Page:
• Stent Structure
  • Preferably, superelastic metal wire, such as Nitinol® wire, is also used for the stent, for the inner wire-based leaflet assembly that is disposed within the stent, and for the cuff wire form. Such stents are available from any number of commercial manufacturers, such as Pulse Systems. Laser cut stents are preferably made from Nickel-Titanium (Nitinol®), but also without limitation made from stainless steel, cobalt chromium, titanium, and other functionally equivalent metals and alloys, or Pulse Systems braided stent that is shape-set by heat treating on a fixture or mandrel.
  • One key aspect of the stent design is that it be compressible and when released have the stated property that it return to its original (uncompressed) shape. This requirement limits the potential material selections to metals and plastics that have shape memory properties. With regards to metals, Nitinol® has been found to be especially useful since it can be processed to be austenitic, martensitic or super elastic. Martensitic and super elastic alloys can be processed to demonstrate the required compression features.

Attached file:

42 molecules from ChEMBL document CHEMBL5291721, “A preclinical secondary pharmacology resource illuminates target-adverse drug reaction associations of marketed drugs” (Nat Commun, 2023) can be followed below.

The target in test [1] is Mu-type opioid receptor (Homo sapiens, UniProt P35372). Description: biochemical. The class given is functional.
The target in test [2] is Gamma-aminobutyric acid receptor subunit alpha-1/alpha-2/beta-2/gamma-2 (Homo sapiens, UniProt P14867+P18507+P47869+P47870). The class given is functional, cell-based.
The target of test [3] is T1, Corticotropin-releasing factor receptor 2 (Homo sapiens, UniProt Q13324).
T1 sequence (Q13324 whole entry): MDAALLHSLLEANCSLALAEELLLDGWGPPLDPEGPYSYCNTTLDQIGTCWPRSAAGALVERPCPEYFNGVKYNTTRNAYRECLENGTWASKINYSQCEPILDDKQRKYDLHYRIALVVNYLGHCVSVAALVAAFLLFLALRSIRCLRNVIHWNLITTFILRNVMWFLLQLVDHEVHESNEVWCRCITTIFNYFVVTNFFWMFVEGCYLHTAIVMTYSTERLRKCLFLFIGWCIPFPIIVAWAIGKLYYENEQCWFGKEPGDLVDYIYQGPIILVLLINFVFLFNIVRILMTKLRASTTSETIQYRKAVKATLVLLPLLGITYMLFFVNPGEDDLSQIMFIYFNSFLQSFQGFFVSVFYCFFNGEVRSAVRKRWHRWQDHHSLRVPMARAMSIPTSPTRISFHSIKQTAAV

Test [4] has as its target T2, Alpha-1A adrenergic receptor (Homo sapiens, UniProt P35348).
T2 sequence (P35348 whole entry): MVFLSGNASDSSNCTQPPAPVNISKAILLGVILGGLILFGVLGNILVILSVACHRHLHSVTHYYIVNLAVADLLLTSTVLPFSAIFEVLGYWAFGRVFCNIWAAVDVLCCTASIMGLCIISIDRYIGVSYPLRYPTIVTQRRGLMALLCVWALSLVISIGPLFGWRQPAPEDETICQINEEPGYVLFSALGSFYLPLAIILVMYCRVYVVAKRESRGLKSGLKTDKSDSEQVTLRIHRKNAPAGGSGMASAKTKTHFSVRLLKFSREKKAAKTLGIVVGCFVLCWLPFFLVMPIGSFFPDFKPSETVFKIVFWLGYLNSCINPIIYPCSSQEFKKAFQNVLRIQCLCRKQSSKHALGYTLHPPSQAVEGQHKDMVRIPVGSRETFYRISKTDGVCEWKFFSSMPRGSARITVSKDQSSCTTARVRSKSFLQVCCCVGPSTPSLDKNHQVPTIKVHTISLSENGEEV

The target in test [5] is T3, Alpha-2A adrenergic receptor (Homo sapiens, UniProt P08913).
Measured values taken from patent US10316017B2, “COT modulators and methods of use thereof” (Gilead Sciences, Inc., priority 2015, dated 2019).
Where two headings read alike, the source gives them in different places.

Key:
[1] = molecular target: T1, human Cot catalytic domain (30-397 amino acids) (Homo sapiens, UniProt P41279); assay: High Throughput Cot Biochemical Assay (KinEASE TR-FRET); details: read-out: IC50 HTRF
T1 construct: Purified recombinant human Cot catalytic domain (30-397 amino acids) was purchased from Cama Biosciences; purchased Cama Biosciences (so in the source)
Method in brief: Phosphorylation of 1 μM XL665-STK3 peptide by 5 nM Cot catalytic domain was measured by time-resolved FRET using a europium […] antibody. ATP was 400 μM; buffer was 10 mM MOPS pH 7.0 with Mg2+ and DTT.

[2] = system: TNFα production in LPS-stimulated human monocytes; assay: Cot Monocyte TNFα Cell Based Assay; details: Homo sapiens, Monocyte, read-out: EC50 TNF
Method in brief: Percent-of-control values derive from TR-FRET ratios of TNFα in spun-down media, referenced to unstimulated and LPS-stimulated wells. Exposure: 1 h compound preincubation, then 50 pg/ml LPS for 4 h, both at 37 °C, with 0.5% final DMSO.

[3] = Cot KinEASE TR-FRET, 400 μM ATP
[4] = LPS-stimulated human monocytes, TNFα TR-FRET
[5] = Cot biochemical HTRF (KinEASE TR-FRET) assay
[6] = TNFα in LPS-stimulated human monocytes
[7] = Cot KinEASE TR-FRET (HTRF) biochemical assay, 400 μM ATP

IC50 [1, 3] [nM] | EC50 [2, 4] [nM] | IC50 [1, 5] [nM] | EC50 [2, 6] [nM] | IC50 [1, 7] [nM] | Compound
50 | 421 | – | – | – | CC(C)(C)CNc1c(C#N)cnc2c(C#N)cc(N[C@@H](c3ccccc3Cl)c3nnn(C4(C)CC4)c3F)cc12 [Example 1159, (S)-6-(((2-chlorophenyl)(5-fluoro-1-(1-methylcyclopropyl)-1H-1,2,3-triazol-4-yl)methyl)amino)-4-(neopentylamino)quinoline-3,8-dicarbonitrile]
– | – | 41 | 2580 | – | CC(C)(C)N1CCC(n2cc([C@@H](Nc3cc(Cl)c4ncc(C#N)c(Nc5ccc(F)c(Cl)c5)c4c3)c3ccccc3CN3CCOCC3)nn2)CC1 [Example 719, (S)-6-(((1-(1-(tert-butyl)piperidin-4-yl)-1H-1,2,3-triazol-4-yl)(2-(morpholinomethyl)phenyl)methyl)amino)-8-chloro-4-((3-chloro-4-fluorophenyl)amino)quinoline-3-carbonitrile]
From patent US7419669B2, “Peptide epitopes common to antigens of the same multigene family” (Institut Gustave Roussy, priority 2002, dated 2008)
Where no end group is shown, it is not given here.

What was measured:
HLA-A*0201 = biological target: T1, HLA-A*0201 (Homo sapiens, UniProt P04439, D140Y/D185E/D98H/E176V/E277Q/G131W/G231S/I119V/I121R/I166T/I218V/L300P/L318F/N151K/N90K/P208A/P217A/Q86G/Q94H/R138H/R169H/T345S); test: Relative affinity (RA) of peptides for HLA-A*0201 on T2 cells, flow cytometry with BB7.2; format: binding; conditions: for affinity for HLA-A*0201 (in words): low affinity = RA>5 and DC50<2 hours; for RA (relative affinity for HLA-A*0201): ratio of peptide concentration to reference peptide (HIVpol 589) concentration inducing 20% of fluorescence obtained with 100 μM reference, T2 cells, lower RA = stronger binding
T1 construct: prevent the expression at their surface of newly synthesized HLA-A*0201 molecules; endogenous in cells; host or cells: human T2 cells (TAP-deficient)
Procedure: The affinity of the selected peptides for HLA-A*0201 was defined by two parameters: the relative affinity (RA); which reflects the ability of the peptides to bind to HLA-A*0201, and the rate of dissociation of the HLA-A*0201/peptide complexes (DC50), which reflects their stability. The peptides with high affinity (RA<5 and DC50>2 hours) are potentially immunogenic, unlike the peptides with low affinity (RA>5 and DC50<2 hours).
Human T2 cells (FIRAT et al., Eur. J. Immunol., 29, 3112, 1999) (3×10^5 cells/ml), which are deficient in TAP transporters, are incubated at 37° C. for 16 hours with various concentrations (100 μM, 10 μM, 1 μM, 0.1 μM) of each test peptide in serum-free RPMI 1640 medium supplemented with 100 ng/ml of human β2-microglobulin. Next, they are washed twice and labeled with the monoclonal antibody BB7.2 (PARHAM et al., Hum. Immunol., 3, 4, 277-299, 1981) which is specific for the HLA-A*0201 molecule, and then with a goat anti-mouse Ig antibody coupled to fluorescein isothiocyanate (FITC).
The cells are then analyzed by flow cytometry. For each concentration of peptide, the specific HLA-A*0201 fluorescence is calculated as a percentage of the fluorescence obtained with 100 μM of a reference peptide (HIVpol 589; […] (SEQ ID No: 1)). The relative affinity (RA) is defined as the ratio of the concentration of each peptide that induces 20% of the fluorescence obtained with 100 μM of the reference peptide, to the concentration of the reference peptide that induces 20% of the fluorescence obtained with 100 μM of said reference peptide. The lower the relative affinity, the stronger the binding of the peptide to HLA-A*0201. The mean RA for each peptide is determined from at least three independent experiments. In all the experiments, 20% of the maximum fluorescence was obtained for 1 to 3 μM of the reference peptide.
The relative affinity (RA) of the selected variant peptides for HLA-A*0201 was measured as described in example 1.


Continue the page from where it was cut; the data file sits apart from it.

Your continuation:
• Laser Cut Stent
  • One possible construction of the stent envisions the laser cutting of a thin, isodiametric Nitinol® tube. The laser cuts form regular cutouts in the thin Nitinol tube. Secondarily the tube is placed on a mold of the desired shape, heated to the martensitic temperature and quenched. The treatment of the stent in this manner will form a stent or stent/cuff that has shape memory properties and will readily revert to the memory shape at the calibrated temperature.
  • Leaflet and Inner Wireform
  • The valve leaflets are held by, or within, a leaflet assembly. In one preferred embodiment of the invention, the leaflet assembly comprises a leaflet wire support structure to which the leaflets are attached and the entire leaflet assembly is housed within the stent body. In this embodiment, the assembly is constructed of wire and stabilized tissue to form a suitable platform for attaching the leaflets. In this aspect, the wire and stabilized tissue allow for the leaflet structure to be compressed when the prosthetic valve is compressed within the deployment catheter, and to spring open into the proper functional shape when the prosthetic valve is opened during deployment. In this embodiment, the leaflet assembly may optionally be attached to and housed within a separate cylindrical liner made of stabilized tissue or material, and the liner is then attached to line the interior of the stent body.